Stanislaus State Psychology student June Sidlauskas doesn’t expect much recognition, but received some when she was nominated for the Student Veterans of America’s Veteran of the Year Award. She was in “shock and disbelief” when she was in Orlando, Florida for the award ceremony.
“I was proud to represent Stanislaus State at the award ceremony,” she said. “Even though I didn’t win, I’m still very proud because it’s a very small group. I just wanted to thank everyone who supported me. Once I graduate, Stanislaus State will have as big of a place in my heart as the Navy does.”
The national honor went to Katherine Martinez of Old Dominion University, but Sidlauskas, who served 20 years in the U.S. Navy, returned from the national convention with a plaque commemorating her place among the 10 finalists from across the country.
After high school, joining the military just felt like the next logical step and she proudly served her country for two decades. Sidlauskas suffered injuries during her service when her ship was rocked by a severe storm in Puget Sound and a piece of equipment broke loose and pinned her down as she jumped in to push a fellow sailor out of the object’s path. She was able to return to active duty after surgery and a year of physical therapy.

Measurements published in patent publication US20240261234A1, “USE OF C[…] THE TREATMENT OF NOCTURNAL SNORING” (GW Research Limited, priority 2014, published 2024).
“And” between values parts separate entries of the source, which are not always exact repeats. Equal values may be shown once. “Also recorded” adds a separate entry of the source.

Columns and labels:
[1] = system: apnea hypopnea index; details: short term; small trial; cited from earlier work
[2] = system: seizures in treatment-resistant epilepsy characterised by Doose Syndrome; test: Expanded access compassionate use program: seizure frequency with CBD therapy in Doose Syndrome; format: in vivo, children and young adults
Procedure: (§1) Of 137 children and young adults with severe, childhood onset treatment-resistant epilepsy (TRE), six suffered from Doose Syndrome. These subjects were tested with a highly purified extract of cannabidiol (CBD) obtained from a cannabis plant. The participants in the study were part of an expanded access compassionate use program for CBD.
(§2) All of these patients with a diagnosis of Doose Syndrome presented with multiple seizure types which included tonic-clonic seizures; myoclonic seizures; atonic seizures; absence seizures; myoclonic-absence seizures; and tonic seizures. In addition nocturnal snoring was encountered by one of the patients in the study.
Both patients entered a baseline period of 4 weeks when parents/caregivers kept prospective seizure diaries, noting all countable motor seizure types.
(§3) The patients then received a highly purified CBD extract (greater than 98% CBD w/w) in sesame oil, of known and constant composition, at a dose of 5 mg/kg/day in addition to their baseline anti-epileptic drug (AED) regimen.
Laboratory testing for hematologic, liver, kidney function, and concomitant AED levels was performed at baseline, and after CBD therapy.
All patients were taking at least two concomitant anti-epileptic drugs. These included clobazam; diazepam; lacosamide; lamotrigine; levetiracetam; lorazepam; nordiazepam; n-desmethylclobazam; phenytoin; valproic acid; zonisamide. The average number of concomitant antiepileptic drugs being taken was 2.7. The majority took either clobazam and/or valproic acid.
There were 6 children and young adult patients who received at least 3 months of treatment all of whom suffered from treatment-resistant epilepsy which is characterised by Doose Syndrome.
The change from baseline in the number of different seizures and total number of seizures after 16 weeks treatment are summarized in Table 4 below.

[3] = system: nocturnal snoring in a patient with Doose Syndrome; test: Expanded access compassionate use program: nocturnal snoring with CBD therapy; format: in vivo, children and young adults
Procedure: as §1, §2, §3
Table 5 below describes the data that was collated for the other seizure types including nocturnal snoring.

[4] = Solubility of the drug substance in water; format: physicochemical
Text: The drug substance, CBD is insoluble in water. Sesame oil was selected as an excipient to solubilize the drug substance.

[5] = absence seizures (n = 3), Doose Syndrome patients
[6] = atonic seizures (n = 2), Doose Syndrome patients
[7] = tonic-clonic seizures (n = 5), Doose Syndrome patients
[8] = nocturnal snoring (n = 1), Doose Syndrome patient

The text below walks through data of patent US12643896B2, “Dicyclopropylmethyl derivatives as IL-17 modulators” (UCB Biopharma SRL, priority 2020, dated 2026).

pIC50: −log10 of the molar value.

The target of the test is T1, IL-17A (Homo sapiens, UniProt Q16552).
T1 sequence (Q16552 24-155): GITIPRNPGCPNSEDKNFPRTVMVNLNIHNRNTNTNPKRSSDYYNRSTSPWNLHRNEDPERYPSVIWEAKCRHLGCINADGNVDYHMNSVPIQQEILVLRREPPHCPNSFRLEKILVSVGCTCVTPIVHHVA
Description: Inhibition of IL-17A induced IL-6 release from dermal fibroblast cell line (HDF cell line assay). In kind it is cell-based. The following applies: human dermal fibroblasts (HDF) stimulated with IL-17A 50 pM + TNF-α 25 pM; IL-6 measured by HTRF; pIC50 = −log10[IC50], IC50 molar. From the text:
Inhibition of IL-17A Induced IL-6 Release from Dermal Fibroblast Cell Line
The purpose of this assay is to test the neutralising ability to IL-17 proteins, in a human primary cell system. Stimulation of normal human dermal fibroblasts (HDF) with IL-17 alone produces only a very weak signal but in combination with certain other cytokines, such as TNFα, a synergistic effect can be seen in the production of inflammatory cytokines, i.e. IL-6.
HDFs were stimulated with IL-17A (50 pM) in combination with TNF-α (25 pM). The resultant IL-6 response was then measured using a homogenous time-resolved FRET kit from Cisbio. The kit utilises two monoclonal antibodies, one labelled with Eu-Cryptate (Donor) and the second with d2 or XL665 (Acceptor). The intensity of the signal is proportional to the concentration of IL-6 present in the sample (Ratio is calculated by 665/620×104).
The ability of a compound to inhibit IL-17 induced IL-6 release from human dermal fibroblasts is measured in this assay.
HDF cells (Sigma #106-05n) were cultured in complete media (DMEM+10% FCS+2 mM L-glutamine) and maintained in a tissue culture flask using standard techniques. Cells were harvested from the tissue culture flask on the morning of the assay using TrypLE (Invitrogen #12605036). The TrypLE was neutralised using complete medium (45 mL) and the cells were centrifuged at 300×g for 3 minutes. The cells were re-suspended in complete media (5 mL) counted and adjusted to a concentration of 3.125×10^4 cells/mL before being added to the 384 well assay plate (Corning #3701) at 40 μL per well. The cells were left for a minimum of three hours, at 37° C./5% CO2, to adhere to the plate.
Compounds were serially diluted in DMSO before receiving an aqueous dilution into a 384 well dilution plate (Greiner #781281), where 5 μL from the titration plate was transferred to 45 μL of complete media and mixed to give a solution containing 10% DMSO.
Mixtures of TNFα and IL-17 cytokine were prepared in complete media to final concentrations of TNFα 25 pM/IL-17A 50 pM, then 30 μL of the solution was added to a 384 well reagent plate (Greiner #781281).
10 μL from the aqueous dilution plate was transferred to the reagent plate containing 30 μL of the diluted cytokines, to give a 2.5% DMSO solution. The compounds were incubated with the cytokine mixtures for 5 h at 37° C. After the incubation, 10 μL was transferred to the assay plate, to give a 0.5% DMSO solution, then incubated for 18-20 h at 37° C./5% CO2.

Before coming to Stanislaus State, Sidlauskas was enrolled at Delta College and has been an advocate for helping veterans receive the resources they need.
“A lot of times veterans don’t know about the resources that are available to them or don’t want to reach out for help,” said Sidlauskas. “When I graduate, I want to work in social work and help veterans.”
Even though her experience with Stanislaus State was limited because she started in the middle of the pandemic, she was excited to get some of the full experience last semester.
“I started in 2020 so you really didn’t get to experience the full college experience,” said Sidlauskas. “It’s been great being on campus and experiencing everything college has to offer.”
One thing Sidlauskas wants civilians to keep in mind is that “women are veterans too” and don’t hesitate to thank them for their service. She also wants people to be empathetic to all the struggles veterans go through.
“A lot of the scars are the ones you can’t see,” she said. “You should be kind to everyone, and keep in mind what a veteran could have gone through.”